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A Story of the Days to Come and News from Nowhere: H. G. Wells as a Writer of Anti-Utopian Fiction By Robert M. Philmus Concordia University A Story of the Days to Come lends itself to a number of generic configurations. At least three of these can be thought of as having authorial sanction inasmuch as they arise from connections that Wells is responsible for making with other works of fiction, including his own. Each of the three carries with it its own hermeneutic emphasis and bias; each also presides over, and inflects the meaning of, the romance element in WeUs's fiction. The following remarks concern only one of these configurations, the one which emerges, as it were, in the text of A Story of the Days to Come printed in the pages of the Pall Mall Magazine for 1899—i.e., in the text which does not immediately associate itself with any other by WeUs.1 Its opening sentence begins to establish its generic context by instantly bringing to mind another "excellent Mr. Morris" who "lived in the days of Queen Victoria the Good" (1:715).2 To be sure, what we are next told about the fictive Mr. Morris and his avatar, Mwres, does not properly fit the man to whom WeUs had recently paid tribute in an obituary-cum-review of The Well at the World's End? William Morris, after all, was in no usual sense of the words "heedless and impatient of the Future" (1:716); nor could he be said to have "nothing imaginative " about him (1:715). Yet it is here, and not at the very outset, that Days to Come ironicaUy misdirects us to the extent that it convinces us to give up any thought of the Morris from Hammersmith. Even so, it countenances such a persuasion only for a moment. Once we learn, as we presently do, that Mwres is "one of the officials of the Wind Vane and Waterfall Trust" (1:715), the significance of the disparity between him and his real-life namesake becomes clear. Its purpose, like that of the entire introductory disquisition on a character quite marginal to the events of the ensuing story, is orientational : it specifies, rather than obUterates, the connection with William Morris. The reference, that is, has nothing to do with persons, actual or fictive, or even to Morris-the-writer generally. Instead, WeUs points precisely to News from Nowhere, with its vision of a return to an idealized Fourteenth Century,4 a vision which latterly transpires through a leisurely voyage up a resuscitated Thames. By its recollection of Morris, Days to Come appears as a type of anti-utopian fiction. That is to say, it defines itself against—which also means in relation to—Nowhere, particularly as it derives its own dystopian possibility from the pastoral world that Morris there envisions as ideal. This ideal it more or 450 Philmus: A Story of the Days to Come less expUcitly evokes in Denton and Elizabeth's "dream" of escape from the mechanized ways of the London of the Twenty-Second Century; it even locates their Utopian longing for a better life in the selfsame "valley of the Thames" (2:742) that Nowhere occupies. But as their dream in the event turns into a nightmare, so the Nowhere re-presented in "The Vacant Country" proves to be very far from an Earthly Paradise. In this regard, Days to Come extends the critique of Morris inherent in The Time Machine. The "ruinous" world of the Eloi, as mediated through the hypotheses of the Time TraveUer, at first paradoxicaUy recalls Nowhere's "Epoch of Rest." Nor is it by accident that the word epitomizing his early impressions of 802,701 occurs to him as he stands in "the warm glow of the setting sun" after having partaken, Guest-like, of a communal banquet in "the great hall" (6:45-46);5 for the "Communism" that he speaks of (6:47) is certainly of Morris 's pastoral-utopian variety. This moment of affectionate parody, however, lasts only as long as the Time Traveller perceives the Eloi as living "in ease and deUght" (10:105)—that...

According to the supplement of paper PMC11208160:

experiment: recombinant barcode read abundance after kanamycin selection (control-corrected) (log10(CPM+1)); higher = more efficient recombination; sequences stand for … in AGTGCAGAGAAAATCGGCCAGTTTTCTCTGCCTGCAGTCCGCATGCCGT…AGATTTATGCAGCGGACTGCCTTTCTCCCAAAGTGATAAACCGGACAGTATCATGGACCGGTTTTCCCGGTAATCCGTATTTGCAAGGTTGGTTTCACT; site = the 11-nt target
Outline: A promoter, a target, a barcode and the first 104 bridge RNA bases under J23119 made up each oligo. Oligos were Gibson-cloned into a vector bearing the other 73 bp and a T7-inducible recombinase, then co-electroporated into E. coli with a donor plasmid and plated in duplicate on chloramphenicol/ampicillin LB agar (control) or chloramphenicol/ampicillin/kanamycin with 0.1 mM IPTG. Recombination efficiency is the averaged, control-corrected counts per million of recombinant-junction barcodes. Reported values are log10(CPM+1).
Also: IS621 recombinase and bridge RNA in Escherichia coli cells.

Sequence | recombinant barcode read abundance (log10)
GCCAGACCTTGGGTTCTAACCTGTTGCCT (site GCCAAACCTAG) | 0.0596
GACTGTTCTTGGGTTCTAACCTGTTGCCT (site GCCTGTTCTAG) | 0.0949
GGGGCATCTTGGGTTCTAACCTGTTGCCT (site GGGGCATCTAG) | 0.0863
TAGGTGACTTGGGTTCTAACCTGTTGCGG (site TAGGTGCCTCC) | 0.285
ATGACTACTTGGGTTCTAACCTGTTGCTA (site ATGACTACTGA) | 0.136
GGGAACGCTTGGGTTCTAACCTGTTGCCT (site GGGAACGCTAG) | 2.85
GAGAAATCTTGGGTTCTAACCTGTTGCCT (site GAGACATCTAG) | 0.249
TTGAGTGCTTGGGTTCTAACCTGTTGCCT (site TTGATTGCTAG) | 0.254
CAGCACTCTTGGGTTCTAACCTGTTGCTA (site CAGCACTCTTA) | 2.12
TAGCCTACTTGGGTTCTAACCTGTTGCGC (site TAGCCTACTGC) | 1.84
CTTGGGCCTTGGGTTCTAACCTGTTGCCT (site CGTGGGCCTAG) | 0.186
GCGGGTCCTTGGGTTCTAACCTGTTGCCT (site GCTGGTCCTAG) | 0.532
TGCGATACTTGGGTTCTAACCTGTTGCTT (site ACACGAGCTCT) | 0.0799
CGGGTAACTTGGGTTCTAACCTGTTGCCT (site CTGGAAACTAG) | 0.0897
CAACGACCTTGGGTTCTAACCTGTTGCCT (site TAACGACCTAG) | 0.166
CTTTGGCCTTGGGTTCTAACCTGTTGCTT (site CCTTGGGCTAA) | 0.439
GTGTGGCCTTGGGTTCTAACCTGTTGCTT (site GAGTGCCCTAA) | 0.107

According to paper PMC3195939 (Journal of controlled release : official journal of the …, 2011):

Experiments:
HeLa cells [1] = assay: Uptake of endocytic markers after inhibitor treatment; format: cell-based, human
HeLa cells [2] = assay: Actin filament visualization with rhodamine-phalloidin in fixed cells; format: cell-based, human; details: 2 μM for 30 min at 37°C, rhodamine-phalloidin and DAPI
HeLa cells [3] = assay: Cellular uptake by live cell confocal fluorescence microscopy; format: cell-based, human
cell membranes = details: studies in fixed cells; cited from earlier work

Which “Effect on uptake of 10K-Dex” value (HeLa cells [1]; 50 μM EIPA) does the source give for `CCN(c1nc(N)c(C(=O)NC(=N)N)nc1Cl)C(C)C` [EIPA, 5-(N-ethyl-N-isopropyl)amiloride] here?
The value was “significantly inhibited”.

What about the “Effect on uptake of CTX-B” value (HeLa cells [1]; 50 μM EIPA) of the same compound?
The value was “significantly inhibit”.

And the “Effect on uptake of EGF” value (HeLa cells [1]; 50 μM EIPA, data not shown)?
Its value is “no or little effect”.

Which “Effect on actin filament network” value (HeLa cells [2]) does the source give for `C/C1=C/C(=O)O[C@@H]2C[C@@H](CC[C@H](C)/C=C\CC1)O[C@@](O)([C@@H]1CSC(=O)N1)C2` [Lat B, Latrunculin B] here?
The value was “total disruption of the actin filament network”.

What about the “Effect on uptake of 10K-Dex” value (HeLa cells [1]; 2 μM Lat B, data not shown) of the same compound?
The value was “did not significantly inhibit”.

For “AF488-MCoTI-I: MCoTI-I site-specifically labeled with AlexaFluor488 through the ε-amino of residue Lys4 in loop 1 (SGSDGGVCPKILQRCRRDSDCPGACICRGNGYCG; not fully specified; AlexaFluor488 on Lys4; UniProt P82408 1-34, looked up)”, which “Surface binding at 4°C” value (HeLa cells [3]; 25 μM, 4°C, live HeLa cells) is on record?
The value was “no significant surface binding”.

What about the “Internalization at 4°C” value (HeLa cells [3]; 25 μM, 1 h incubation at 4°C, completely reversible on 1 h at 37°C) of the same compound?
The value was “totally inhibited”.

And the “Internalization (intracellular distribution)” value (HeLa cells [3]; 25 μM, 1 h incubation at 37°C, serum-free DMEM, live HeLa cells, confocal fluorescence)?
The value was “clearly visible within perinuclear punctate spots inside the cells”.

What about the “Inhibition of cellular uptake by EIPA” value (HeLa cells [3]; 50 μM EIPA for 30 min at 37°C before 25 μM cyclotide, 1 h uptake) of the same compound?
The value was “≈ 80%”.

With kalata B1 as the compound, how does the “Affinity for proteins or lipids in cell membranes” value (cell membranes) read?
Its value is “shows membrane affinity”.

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pp. 450-455
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Will Be Archived 2021
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